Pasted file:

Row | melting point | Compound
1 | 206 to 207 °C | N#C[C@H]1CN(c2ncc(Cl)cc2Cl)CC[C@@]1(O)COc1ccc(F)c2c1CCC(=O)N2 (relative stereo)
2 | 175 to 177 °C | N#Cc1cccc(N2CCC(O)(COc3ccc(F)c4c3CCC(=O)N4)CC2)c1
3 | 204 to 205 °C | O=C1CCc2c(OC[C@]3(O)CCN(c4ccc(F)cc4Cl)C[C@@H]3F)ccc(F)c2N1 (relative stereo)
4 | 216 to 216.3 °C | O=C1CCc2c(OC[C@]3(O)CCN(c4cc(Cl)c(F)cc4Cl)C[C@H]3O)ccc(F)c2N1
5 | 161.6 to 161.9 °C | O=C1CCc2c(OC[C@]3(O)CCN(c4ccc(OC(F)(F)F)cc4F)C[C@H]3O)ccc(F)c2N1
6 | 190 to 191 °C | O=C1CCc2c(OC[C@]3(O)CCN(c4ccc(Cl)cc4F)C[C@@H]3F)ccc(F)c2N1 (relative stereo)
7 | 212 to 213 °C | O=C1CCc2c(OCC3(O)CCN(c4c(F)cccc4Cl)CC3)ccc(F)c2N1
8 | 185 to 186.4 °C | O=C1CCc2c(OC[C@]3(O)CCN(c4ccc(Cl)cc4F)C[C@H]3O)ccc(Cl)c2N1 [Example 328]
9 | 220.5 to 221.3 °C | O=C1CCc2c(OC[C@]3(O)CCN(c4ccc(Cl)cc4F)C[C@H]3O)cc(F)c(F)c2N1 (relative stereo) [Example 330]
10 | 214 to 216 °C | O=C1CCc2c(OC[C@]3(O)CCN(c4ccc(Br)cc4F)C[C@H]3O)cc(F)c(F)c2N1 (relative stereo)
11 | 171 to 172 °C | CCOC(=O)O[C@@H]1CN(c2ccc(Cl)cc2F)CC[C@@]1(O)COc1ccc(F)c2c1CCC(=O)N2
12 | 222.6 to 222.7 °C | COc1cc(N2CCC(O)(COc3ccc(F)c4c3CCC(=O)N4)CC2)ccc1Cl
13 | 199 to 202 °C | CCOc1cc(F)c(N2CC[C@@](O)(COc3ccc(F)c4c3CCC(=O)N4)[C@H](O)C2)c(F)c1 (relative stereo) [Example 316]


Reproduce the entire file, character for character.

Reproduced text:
Row | melting point | Compound
1 | 206 to 207 °C | N#C[C@H]1CN(c2ncc(Cl)cc2Cl)CC[C@@]1(O)COc1ccc(F)c2c1CCC(=O)N2 (relative stereo)
2 | 175 to 177 °C | N#Cc1cccc(N2CCC(O)(COc3ccc(F)c4c3CCC(=O)N4)CC2)c1
3 | 204 to 205 °C | O=C1CCc2c(OC[C@]3(O)CCN(c4ccc(F)cc4Cl)C[C@@H]3F)ccc(F)c2N1 (relative stereo)
4 | 216 to 216.3 °C | O=C1CCc2c(OC[C@]3(O)CCN(c4cc(Cl)c(F)cc4Cl)C[C@H]3O)ccc(F)c2N1
5 | 161.6 to 161.9 °C | O=C1CCc2c(OC[C@]3(O)CCN(c4ccc(OC(F)(F)F)cc4F)C[C@H]3O)ccc(F)c2N1
6 | 190 to 191 °C | O=C1CCc2c(OC[C@]3(O)CCN(c4ccc(Cl)cc4F)C[C@@H]3F)ccc(F)c2N1 (relative stereo)
7 | 212 to 213 °C | O=C1CCc2c(OCC3(O)CCN(c4c(F)cccc4Cl)CC3)ccc(F)c2N1
8 | 185 to 186.4 °C | O=C1CCc2c(OC[C@]3(O)CCN(c4ccc(Cl)cc4F)C[C@H]3O)ccc(Cl)c2N1 [Example 328]
9 | 220.5 to 221.3 °C | O=C1CCc2c(OC[C@]3(O)CCN(c4ccc(Cl)cc4F)C[C@H]3O)cc(F)c(F)c2N1 (relative stereo) [Example 330]
10 | 214 to 216 °C | O=C1CCc2c(OC[C@]3(O)CCN(c4ccc(Br)cc4F)C[C@H]3O)cc(F)c(F)c2N1 (relative stereo)
11 | 171 to 172 °C | CCOC(=O)O[C@@H]1CN(c2ccc(Cl)cc2F)CC[C@@]1(O)COc1ccc(F)c2c1CCC(=O)N2
12 | 222.6 to 222.7 °C | COc1cc(N2CCC(O)(COc3ccc(F)c4c3CCC(=O)N4)CC2)ccc1Cl
13 | 199 to 202 °C | CCOc1cc(F)c(N2CC[C@@](O)(COc3ccc(F)c4c3CCC(=O)N4)[C@H](O)C2)c(F)c1 (relative stereo) [Example 316]